Women's economic empowerment is essential for more inclusive growth in Cambodia. This study takes stock of major gender issues in the Cambodian economy seen through the lens of women's participation, benefit, and agency---the three prerequisites for a fairer distribution of growth benefits. It examines labor market trends and obstacles to women's economic empowerment---particularly in agriculture, business development, and wage employment. Labor migration and vulnerability to shocks are highlighted as special themes. The study makes a series of policy recommendations, identifies areas for further research, and highlights how Asian Development Bank investments can promote women's economic empowerment.
ASEAN+3 Bond Market Guide is a comprehensive explanation of the region’s bond markets. It provides various information such as the history, legal and regulatory framework, specific characteristics of the market, trading and transaction including settlement systems, and other relevant information. Bond Market Guide 2016 for Japan is an outcome of the strong support and kind contributions of ASEAN+3 Bond Market Forum members and experts, particularly from Japan. The report should be recognized as a collective good to support bond market development among ASEAN+3 members.
This publication presents a gender equality diagnostic of education, energy, transport, and water and sanitation in Sri Lanka—four sectors which are the major areas of cooperation between ADB and the Government of Sri Lanka. The sector-focused chapters provide insights into the gender equality issues and considerations relevant to sector planning, related government policies and legal frameworks and commitments, and institutional structures for promoting gender equality actions. Each chapter concludes with gender issues and opportunities to consider in designing sector-related interventions for possible use by and discussion with government, civil society, and development partners.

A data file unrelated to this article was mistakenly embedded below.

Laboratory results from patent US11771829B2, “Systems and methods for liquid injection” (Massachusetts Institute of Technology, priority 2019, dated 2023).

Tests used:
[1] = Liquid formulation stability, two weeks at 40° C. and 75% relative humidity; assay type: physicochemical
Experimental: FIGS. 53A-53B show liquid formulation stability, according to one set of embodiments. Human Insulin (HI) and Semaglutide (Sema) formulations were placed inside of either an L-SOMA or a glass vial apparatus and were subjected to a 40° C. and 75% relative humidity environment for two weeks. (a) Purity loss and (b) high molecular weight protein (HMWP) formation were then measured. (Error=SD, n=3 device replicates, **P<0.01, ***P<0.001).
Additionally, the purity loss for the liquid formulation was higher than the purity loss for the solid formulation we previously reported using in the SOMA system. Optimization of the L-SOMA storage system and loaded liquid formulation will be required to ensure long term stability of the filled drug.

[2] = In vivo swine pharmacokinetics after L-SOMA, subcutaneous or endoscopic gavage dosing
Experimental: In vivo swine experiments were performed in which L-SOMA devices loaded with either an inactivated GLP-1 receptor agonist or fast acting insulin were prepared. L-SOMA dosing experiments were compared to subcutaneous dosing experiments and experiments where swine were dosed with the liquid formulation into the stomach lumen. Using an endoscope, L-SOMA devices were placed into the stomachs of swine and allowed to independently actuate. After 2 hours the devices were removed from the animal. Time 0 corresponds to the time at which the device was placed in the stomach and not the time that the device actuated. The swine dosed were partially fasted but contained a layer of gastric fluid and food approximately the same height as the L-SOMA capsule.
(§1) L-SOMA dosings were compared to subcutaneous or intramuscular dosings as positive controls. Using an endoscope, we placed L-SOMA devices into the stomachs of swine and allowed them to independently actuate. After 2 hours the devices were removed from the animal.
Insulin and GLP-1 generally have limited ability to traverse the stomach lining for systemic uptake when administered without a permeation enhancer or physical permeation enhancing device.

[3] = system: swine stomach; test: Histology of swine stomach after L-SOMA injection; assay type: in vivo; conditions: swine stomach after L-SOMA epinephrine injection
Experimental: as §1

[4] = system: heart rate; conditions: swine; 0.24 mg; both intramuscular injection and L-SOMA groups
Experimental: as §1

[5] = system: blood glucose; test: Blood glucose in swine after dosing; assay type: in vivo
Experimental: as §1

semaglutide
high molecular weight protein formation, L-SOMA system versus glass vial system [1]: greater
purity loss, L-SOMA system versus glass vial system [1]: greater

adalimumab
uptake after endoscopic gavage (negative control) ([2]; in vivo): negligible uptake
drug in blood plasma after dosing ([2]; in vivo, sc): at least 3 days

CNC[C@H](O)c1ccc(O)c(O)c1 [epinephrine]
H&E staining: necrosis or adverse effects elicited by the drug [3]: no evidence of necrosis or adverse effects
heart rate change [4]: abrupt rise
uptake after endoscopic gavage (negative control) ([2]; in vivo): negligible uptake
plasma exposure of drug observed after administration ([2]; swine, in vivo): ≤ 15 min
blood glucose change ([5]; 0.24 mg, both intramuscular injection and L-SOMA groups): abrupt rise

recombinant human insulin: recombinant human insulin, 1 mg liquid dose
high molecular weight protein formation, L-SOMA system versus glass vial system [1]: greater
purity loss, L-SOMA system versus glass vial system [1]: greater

The Maldives has propelled itself to middle-income status despite its geographic constraints and the risks it faces as a small island economy. The Maldivesí relatively strong economic growth has brought about a dramatic reduction in poverty and improvement in the welfare of the Maldivian people. However, the growth, which is primarily driven by the tourism sector, has been highly cyclical and vulnerable to external shocks, and unable to create adequate jobs for the growing young population. Moving forward, the Maldives needs to shift to a more broad-based, sustainable, and inclusive growth strategy given its resource endowments and small population. Transport infrastructure is critical, and improved transport will help address the countryís connectivity issue and reduce the cost of doing business. An educated and skilled workforce can improve productivity and help find additional economic niche markets for the country. As with all countries, the government must remain aware of the importance of maintaining fiscal stability and an adequately functioning system of financial intermediation to enable and support both public and private investments needed in the growth process. This report provides support to the Maldivian government in formulating its high-priority policies by identifying the critical constraints to achieving inclusive growth. The report also provides policy recommendations aimed at helping the government to overcome the constraints to achieving a process of growth that is both sustained and inclusive.